So, readers, Loyal and otherwise (you know who I'm talking about), am I a bad mother? And I am referring here to this specific episode of parenting. Please don't allow past episodes of bad parenting to factor in to your decision. Should I have allowed, nay, helped her to create a fantasy about Fairies coming in to your room and replacing your tooth with a shekel? In my defense, I didn't want her to start worrying about someone creeping into her room at night and messing around with her pillow. Also, she wasn't so deep into the lore yet to be devastated upon finding out the truth. It was only something she had kinda sorta heard about. On the other hand, did I deprive her of a necessary rite of passage, in which she believes in the magical Tooth Fairy for years, only to later find out the truth and then resent me for lying to her?
In my defense again (I get lots of defenses; that's the privilege of a blog), let me tell you a true Leibtag story about a child who was lied to for years and years and is still traumatized to this day: (Leezy, you may want to stop reading now.)
When we were all little, my parents won a trip to Disney World. I think the story is something like my grandparents actually won the trip in a shul raffle, but had just come back from a vacation, so gave the prize to my parents. At the time, Aaron and I were little rascals, but Leezy was just a wee bairn. So my parents decided not to take her, and leave her with the babysitter for a few nights. Once she became a more cognizant child (at about 16 or 17. JUST KIDDING Leezy!) she began to ask questions about why she wasn't in any of the pictures. We told her lie after lie, thoroughly enjoying ourselves.
"You're behind the tree."
"You're behind Gila."
"You're taking the picture!"
And she believed us! [Evil cackle.]
However, then came the day - it might have been when we later took another vacation to Disney and took Leezy with us. Being six or seven at the time, she probably would have noticed had we left her behind with the babysitter. Then, we broke the news to her. This was not "another vacation to Disney," this was her "only vacation to Disney." She was devastated. More because we lied to her for so long than because she was left behind (well, I may have made that part up, but it fits better for my purposes), and she has not let us forget it to this day.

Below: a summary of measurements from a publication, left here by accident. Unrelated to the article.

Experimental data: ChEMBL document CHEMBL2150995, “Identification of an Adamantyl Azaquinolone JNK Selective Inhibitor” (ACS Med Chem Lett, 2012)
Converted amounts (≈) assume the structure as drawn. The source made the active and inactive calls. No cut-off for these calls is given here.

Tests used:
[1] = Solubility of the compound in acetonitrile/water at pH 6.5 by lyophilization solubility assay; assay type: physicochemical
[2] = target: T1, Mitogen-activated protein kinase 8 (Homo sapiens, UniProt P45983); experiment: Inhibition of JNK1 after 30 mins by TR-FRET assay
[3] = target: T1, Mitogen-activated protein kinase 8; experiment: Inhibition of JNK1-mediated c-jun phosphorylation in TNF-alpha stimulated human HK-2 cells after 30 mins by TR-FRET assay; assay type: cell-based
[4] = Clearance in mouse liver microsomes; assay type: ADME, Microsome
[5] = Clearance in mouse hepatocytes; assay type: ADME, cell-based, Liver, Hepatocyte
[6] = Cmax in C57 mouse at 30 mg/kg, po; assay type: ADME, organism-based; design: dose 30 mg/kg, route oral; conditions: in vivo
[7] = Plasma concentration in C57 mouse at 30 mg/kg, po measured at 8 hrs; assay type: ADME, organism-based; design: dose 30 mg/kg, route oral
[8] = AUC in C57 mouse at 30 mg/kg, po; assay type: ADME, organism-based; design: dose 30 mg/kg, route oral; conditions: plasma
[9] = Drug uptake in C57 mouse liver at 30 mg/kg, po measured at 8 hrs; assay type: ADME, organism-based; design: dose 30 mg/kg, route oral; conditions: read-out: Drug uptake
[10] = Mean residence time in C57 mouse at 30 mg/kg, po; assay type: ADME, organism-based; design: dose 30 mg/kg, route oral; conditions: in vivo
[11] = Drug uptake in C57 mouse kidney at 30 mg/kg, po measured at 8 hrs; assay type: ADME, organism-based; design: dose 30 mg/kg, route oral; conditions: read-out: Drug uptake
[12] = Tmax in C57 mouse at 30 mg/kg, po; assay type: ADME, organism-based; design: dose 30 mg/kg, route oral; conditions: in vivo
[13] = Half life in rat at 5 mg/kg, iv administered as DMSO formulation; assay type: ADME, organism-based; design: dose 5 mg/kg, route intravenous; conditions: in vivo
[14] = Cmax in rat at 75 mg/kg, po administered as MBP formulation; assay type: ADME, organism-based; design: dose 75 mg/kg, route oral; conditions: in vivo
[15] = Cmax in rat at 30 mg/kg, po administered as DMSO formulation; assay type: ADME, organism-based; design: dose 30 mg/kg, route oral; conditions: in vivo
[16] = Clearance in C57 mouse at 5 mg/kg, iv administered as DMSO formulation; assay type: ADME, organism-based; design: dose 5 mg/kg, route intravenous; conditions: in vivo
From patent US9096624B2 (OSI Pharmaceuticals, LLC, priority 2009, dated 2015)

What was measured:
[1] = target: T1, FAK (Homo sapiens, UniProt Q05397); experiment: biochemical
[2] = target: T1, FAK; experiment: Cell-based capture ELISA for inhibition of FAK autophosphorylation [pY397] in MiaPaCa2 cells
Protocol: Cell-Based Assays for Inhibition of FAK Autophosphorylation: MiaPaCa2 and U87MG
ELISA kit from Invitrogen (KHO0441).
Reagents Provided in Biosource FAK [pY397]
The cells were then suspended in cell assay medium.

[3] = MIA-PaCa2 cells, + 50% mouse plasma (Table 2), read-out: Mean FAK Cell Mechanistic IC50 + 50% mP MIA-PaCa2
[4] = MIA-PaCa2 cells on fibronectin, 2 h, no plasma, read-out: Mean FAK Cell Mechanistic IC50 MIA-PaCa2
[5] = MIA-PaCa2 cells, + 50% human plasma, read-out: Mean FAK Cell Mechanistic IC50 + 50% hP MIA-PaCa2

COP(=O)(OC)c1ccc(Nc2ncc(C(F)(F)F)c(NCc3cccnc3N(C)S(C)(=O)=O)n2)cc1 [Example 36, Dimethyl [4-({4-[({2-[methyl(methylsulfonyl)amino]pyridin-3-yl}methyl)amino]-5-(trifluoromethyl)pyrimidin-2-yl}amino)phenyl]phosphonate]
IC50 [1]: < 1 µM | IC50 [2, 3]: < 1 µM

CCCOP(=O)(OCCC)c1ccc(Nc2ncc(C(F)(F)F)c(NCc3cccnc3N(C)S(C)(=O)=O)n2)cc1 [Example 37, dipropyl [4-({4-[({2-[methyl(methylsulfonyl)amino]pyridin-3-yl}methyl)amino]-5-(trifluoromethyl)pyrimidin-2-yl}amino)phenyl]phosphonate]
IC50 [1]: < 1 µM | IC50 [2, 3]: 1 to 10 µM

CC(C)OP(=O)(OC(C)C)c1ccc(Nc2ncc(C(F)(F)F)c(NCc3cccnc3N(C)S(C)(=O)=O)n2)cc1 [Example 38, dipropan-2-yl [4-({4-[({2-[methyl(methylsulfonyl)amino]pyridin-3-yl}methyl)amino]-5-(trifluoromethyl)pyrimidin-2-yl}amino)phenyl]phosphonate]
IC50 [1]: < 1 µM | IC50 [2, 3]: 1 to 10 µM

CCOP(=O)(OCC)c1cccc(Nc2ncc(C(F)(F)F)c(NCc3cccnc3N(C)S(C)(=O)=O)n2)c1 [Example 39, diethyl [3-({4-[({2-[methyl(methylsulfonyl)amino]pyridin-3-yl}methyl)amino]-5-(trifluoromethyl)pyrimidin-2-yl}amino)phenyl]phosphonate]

So, the point of this little digression, besides for being an opportunity to make fun of my family (albeit in a loving, affectionate way), is to emphasize the subtitle of my chapter: "Don't Lie to Your Kids. It'll Come Back to Bite You."
I mean, there are certain very acceptable and even necessary times to lie. For example, "Ice cream is a treat we have once in a while," when in fact you eat it at least three times a week after the kids go to sleep. Or, "They don't make diapers in your size anymore." Or, "Of course I'm listening."
The point is, and I promise, there is a point, buried somewhere deep inside all this inanity, that it felt wrong to take a child and purposefully create a fantasy world when there was no need, when she was perfectly happy with the idea of Mommy or Daddy administering the Magical Exchange.
Although I did tell her the next day, as visions swam before me of angry Israeli mothers, hell-bent on beating me to a chummus-y pulp, shrieking at me for destroying their child's world by telling them the Truth About the Tooth Fairy: "Um, Ariella, don't say anything about the Tooth Fairy to the other kids at gan. Their mommies and daddies might not want them to know."
Ariella cheerfully reassured me, "That's okay, Mommy, I don't even know how to say 'Tooth Fairy' in Hebrew!"
What do you think? How bad of a mother am I? And while you're at it, if you have funny Lying to Your Kid Stories, justifiable or not, let us know! It'll be good for use in my book.
I promise we will get back to the birthday party at the next post. I know you all want to hear more about the cake.
The T-Shirt Paradox